Top of the News: The Dow began the week with a strong morning, continuing gains from last week. The inevitable question is: Have we hit bottom? Nobody really knows whether this is the end of the scary slide in the economy or another pause before a new nasty shock (say, a mass of defaults in credit card debt). Recall that many eminent economists were saying after August 2007 that we’d seen the worst. If only. Fed Chairman Ben Bernanke says the recession will “probably” end this year if government stimulus and damage-control efforts continue. More bearish economists say we’re only halfway through, and a turnaround won’t begin until 2010 at the earliest.
What to look for? Some indicators are obvious: a stabilizing housing market; a floor under the downward spiral in consumer spending and even a rebound, and some predictability and soundness in the badly wounded banking system. Let’s add a few other markers. The labor market is critical — watch for next month’s unemployment report. The size and velocity of job losses must ease up to indicate a floor under this downturn. Layoffs are playing a critical role in the cycle of lost consumer confidence and wealth.
Little things can matter: metals prices have rebounded a bit, and inventories are being reduced. Watch the strength of the dollar and the demand for Treasuries — an important sign for the world’s biggest debtor. The “good” news is that the rest of the world economy is such a mess that the U.S. remains the best safe haven. Industrial production and trade continue to fall — until these turn around, there’s no sustaintable recovery in sight. Economists continue to worry about deflation, which among other things causes asset prices to fall below debt levels, while also fearing the Fed has baked inflation into the cake for later. (The Bank of England reports the U.K. is already seeing deflation). Either would kill a recovery in its crib. Whatever happens, the old highly-leveraged economy of the 2000s won’t return.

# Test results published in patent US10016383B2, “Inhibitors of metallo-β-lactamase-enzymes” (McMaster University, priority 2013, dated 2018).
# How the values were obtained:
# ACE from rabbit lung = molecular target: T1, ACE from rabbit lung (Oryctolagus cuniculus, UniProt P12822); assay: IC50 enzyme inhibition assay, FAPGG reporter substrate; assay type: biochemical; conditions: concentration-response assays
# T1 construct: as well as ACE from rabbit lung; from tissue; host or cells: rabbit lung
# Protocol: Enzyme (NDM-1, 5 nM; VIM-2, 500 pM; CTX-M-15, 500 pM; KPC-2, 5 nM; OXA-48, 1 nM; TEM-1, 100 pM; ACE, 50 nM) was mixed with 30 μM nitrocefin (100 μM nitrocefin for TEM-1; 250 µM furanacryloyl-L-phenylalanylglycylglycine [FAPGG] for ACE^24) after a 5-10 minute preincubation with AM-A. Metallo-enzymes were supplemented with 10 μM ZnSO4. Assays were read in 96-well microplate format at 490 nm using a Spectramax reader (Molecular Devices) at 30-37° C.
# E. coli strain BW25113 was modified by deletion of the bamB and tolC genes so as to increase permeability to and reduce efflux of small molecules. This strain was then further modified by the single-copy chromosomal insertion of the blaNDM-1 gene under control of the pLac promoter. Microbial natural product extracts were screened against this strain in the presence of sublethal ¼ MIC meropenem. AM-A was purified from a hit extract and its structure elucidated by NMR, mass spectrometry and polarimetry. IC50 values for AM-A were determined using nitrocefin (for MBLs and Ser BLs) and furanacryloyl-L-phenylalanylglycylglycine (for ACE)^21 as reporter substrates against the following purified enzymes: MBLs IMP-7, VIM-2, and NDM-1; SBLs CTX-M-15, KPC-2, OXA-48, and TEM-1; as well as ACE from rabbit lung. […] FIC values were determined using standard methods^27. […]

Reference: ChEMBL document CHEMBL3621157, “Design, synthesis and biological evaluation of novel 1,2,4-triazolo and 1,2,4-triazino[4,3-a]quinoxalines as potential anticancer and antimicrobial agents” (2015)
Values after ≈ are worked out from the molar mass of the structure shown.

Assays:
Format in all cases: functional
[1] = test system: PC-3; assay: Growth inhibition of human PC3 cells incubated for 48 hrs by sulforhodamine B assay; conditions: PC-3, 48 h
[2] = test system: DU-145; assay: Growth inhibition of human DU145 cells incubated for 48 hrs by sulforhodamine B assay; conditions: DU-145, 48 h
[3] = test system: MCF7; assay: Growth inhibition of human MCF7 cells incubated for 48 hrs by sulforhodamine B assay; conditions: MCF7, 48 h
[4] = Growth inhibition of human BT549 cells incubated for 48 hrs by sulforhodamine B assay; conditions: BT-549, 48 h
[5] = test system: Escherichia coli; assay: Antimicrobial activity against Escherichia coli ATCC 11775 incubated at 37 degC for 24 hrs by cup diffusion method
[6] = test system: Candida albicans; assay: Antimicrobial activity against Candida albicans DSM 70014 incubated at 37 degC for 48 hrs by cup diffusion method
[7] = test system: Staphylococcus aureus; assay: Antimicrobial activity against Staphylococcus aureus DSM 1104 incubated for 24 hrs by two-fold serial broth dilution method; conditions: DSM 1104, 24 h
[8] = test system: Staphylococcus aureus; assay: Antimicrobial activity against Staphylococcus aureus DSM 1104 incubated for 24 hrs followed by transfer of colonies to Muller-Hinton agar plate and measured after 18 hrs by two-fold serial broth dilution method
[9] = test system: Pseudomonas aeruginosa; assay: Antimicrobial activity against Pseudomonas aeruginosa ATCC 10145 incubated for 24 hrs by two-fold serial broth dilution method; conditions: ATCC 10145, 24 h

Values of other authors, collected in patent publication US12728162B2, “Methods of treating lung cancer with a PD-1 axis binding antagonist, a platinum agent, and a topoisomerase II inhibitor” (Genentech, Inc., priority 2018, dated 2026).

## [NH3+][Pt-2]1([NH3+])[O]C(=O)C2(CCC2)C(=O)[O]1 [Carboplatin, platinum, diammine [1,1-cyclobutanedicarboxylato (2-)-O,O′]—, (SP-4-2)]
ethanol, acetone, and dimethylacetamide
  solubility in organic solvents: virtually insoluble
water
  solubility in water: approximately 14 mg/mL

Behind the News: A new report from the Brookings Institution should be must reading for policymakers in metro Seattle. It appears in the spring edition of my friend Andrei Cherney’s Democracy: A Journal of Ideas. Called “Miracle Metros,” it discusses the disproportionate economic power that metropolitan areas have in the American, and world, economy — and it will only grow:
Though our economic development policies don’t reflect it, America doesn’t really possess a national economy, or even a collection of 50 state economies. Instead, America’s long-term prosperity stands or falls on the more local prosperity of its 363 distinct, varied, clustered, and interlinked metropolitan economies, dominated by the 100 largest metros–many of which cross county and state jurisdictions and incorporate multiple city centers, suburbs, exurbs, and downtowns in a way that the old hub-and-spoke model of urban geography never did. In that sense, America is quite literally a “MetroNation,” utterly dependent on the success of its metropolitan hubs.
The great competition will not be between, say, Seattle and Bellevue, but between metro Seattle and metro Shanghai. You can download a PDF of the report here.
Today’s Econ Haiku:
Work at AIG
You’re government employees
Make more than teachers